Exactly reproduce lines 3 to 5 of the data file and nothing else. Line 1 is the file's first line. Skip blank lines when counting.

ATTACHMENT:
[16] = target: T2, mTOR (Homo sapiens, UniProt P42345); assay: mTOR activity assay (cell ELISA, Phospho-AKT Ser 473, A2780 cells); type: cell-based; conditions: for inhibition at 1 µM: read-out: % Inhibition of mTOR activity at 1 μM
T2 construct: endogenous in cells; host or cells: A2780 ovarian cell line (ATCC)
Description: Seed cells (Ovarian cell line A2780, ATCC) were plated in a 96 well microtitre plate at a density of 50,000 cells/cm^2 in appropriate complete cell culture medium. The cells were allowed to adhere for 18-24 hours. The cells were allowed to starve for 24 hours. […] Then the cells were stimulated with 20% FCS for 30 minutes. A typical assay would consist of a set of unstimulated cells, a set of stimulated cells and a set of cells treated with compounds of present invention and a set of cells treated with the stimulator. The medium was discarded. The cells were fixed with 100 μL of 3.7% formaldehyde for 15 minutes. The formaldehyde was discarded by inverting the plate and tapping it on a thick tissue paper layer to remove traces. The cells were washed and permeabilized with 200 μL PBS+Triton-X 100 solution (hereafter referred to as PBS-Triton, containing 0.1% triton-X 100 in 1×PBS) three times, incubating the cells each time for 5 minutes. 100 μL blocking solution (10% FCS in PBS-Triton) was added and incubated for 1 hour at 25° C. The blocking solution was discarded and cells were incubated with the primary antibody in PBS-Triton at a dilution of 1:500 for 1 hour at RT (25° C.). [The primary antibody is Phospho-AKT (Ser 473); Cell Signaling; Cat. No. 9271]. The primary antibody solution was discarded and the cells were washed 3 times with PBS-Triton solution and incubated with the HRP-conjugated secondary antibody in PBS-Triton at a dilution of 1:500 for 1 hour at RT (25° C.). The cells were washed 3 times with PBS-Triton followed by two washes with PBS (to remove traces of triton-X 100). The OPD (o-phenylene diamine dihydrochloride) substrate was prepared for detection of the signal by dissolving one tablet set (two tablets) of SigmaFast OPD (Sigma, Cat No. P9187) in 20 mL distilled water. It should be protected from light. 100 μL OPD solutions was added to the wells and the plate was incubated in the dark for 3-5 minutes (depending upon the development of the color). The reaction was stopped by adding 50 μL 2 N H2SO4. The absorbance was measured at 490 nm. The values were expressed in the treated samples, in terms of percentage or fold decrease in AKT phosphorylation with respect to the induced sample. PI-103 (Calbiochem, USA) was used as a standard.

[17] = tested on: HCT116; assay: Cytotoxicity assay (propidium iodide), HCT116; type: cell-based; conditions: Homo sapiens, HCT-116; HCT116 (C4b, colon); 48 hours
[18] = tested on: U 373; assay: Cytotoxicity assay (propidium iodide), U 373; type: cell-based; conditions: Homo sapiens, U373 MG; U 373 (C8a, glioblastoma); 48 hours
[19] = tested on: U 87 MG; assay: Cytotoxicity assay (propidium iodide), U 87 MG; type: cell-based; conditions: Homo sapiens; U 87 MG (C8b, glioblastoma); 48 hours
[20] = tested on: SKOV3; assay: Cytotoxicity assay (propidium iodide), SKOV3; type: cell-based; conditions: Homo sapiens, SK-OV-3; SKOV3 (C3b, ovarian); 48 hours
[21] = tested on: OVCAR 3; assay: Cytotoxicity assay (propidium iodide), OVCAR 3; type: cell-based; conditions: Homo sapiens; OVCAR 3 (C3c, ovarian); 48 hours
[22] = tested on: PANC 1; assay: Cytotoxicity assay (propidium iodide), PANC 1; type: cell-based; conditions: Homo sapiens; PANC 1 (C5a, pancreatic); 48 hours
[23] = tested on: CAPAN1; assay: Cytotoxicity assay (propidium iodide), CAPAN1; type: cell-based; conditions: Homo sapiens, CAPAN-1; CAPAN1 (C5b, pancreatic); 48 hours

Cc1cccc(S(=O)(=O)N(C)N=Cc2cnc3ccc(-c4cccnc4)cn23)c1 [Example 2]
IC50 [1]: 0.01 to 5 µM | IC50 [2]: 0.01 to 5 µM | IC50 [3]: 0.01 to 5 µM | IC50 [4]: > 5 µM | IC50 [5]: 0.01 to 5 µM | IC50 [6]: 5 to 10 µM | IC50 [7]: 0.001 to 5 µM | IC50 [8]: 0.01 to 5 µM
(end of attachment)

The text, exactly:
Description: Seed cells (Ovarian cell line A2780, ATCC) were plated in a 96 well microtitre plate at a density of 50,000 cells/cm^2 in appropriate complete cell culture medium. The cells were allowed to adhere for 18-24 hours. The cells were allowed to starve for 24 hours. […] Then the cells were stimulated with 20% FCS for 30 minutes. A typical assay would consist of a set of unstimulated cells, a set of stimulated cells and a set of cells treated with compounds of present invention and a set of cells treated with the stimulator. The medium was discarded. The cells were fixed with 100 μL of 3.7% formaldehyde for 15 minutes. The formaldehyde was discarded by inverting the plate and tapping it on a thick tissue paper layer to remove traces. The cells were washed and permeabilized with 200 μL PBS+Triton-X 100 solution (hereafter referred to as PBS-Triton, containing 0.1% triton-X 100 in 1×PBS) three times, incubating the cells each time for 5 minutes. 100 μL blocking solution (10% FCS in PBS-Triton) was added and incubated for 1 hour at 25° C. The blocking solution was discarded and cells were incubated with the primary antibody in PBS-Triton at a dilution of 1:500 for 1 hour at RT (25° C.). [The primary antibody is Phospho-AKT (Ser 473); Cell Signaling; Cat. No. 9271]. The primary antibody solution was discarded and the cells were washed 3 times with PBS-Triton solution and incubated with the HRP-conjugated secondary antibody in PBS-Triton at a dilution of 1:500 for 1 hour at RT (25° C.). The cells were washed 3 times with PBS-Triton followed by two washes with PBS (to remove traces of triton-X 100). The OPD (o-phenylene diamine dihydrochloride) substrate was prepared for detection of the signal by dissolving one tablet set (two tablets) of SigmaFast OPD (Sigma, Cat No. P9187) in 20 mL distilled water. It should be protected from light. 100 μL OPD solutions was added to the wells and the plate was incubated in the dark for 3-5 minutes (depending upon the development of the color). The reaction was stopped by adding 50 μL 2 N H2SO4. The absorbance was measured at 490 nm. The values were expressed in the treated samples, in terms of percentage or fold decrease in AKT phosphorylation with respect to the induced sample. PI-103 (Calbiochem, USA) was used as a standard.

[17] = tested on: HCT116; assay: Cytotoxicity assay (propidium iodide), HCT116; type: cell-based; conditions: Homo sapiens, HCT-116; HCT116 (C4b, colon); 48 hours
[18] = tested on: U 373; assay: Cytotoxicity assay (propidium iodide), U 373; type: cell-based; conditions: Homo sapiens, U373 MG; U 373 (C8a, glioblastoma); 48 hours